The Michigan Engineer News Center

Professor Pozzi named DEI director

Professor Sara A. Pozzi has been appointed director of diversity, equity, and inclusion (DEI) for the College of Engineering.| Short Read
EnlargePortrait of Sara Pozzi
IMAGE:  Sara Pozzi is a Professor of Nuclear Engineering and Radiological Sciences

Professor Sara A. Pozzi has been appointed director of diversity, equity, and inclusion (DEI) for the College of Engineering.

Pozzi says she is excited to have the opportunity to serve the college community as director of DEI, a newly-established position within the College.

“It’s critical to our mission to create an equitable and inclusive environment where our students, faculty and staff can thrive and do their best work,” she said.

Pozzi is passionate about diversity issues, as demonstrated by her work with the University of Michigan’s STRIDE (Strategies and Tactics for Recruiting to Improve Diversity and Excellence) committee. She helps develop and teach workshops on unconscious bias and stereotype threat. She has given many seminars on these topics both nationally and internationally. She also has mentored and served as a role model for many female and minority students, postdocs and research faculty.

“We have a unique opportunity here at Michigan to be national and international leaders in DEI,” Pozzi said. “President Schlissel and other members of the leadership team have made DEI a priority, and we have a talented and committed base of individuals who can bring change at the unit and department levels. I am honored to be a part of this effort, and I will work very hard to have a positive impact.”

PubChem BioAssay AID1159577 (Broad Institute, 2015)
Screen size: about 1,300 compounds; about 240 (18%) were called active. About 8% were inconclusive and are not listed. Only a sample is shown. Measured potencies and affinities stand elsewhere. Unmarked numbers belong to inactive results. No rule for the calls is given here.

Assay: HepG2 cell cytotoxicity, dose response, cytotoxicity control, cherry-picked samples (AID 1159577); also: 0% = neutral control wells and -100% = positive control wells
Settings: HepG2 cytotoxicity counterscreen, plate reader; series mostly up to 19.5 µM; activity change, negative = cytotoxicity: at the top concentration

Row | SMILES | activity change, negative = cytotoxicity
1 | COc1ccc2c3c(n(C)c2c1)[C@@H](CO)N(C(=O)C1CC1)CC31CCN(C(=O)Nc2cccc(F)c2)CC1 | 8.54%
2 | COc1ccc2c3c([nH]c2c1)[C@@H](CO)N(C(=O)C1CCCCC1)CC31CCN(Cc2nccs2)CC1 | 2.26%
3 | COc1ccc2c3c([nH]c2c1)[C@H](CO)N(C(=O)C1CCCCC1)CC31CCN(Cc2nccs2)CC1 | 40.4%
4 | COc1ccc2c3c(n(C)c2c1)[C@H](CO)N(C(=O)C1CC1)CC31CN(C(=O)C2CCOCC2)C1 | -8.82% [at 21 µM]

Portrait of Sara Pozzi
Portrait of Jennifer Melms


Jennifer Melms
Administrative Assistant

Nuclear Engineering and Radiological Sciences

(734) 764-4260

1906 Cooley Building

The electrons absorb laser light and set up “momentum combs” (the hills) spanning the energy valleys within the material (the red line). When the electrons have an energy allowed by the quantum mechanical structure of the material—and also touch the edge of the valley—they emit light. This is why some teeth of the combs are bright and some are dark. By measuring the emitted light and precisely locating its source, the research mapped out the energy valleys in a 2D crystal of tungsten diselenide. Credit: Markus Borsch, Quantum Science Theory Lab, University of Michigan.

Mapping quantum structures with light to unlock their capabilities

Rather than installing new “2D” semiconductors in devices to see what they can do, this new method puts them through their paces with lasers and light detectors. | Medium Read